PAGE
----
Often confused with the channel catfish, the blue catfish is a large, smooth-skinned fish with a slate blue body and whisker-like barbels around its mouth. It was introduced to the region in the 1970s, and is now considered an invasive species.
The blue catfish is a long fish with a flat anal fin and deeply forked tail. Its smooth skin lacks scales. It has a slade blue body with a silver-white belly. Four pairs of black, whisker-like barbels appear around its mouth. Adults usually grow to be less than two feet long, but can be as long as five feet and weigh more than 100 pounds.
Blue catfish live primarily in fresh waters, but have a high tolerance for different habitats and water conditions. They are bottom-dwellers that prefer large rivers with deep channels, swift currents and sandy bottoms. They seek cooler waters in summer and warmer waters in winter.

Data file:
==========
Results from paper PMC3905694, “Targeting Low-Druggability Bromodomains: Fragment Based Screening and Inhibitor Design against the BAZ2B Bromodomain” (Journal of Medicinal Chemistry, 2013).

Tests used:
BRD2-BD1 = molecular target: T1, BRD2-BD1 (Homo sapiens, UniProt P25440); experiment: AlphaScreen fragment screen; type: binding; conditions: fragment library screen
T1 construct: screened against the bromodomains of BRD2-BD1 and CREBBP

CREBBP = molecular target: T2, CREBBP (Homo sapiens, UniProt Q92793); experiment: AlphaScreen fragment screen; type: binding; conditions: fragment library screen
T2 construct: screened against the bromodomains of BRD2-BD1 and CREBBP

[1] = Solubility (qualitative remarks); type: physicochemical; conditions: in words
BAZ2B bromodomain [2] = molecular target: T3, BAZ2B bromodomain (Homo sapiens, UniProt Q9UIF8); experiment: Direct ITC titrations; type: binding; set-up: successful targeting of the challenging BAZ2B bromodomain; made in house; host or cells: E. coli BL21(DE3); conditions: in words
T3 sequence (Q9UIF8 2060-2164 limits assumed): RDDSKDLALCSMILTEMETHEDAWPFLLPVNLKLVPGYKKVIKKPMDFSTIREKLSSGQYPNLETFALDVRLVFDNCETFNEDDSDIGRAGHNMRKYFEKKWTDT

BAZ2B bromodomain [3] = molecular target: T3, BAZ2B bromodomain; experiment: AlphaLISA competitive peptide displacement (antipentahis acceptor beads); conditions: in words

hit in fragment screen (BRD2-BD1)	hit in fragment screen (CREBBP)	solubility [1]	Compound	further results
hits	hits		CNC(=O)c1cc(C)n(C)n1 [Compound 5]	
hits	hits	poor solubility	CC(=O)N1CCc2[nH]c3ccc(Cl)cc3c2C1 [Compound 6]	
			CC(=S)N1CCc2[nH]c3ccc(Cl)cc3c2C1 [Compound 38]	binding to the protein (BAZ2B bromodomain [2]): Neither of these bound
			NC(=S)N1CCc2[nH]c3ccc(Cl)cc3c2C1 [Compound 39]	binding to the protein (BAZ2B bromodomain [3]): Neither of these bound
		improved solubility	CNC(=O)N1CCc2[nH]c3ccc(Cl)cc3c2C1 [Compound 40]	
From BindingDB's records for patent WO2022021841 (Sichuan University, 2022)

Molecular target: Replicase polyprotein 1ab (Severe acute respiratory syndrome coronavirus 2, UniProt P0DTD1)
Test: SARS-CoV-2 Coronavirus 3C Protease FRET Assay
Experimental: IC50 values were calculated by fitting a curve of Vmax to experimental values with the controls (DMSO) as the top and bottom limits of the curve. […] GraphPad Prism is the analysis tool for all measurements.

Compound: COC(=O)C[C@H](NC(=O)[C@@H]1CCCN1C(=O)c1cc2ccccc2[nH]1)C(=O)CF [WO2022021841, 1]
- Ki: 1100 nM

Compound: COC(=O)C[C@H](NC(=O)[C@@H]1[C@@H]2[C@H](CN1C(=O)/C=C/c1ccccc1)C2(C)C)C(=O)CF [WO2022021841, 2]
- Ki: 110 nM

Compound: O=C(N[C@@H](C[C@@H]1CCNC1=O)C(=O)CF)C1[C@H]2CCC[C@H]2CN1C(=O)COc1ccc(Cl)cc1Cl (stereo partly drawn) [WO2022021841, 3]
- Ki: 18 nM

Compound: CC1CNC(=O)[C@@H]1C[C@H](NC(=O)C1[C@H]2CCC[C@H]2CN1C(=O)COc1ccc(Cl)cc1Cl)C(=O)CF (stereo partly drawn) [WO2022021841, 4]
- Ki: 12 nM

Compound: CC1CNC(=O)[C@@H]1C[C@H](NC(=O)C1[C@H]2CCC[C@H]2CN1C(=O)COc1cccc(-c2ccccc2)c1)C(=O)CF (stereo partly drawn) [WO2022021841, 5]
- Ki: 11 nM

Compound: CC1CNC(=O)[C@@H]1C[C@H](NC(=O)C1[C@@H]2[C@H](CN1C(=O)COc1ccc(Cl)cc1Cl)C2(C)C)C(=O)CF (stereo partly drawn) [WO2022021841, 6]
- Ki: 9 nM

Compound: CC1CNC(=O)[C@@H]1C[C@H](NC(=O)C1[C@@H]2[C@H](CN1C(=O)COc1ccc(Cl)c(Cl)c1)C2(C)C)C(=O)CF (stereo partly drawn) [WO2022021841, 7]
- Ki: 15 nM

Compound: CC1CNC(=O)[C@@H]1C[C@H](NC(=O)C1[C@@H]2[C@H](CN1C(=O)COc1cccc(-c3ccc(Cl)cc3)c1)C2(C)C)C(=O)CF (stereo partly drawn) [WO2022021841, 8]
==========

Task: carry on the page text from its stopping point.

Blue catfish are native to the Mississippi, Missouri and Ohio river basins. They are stocked as a recreational catch in almost 20 states. During the 1970s and 1980s, they were introduced to the James, Rappahannock and York rivers in Virginia. Populations have expanded into the Potomac River.
Blue catfish are opportunistic bottom-feeders that use their long barbels to search for food. Their varied diet includes plant matter, insects, crustaceans, worms and other fish, like menhaden, shad and river herring.
Adults have few natural predators.
Spawning occurs from late May through June, often in lower-salinity streams and smaller tributaries. Parents build nests in dark, protected areas, like under rocks or in hollow, submerged logs. Females produce 4,000 to 8,000 eggs per kilogram of body weight. Both parents care for eggs and young. Young often form schools after hatching. Blue catfish can live more than 20 years.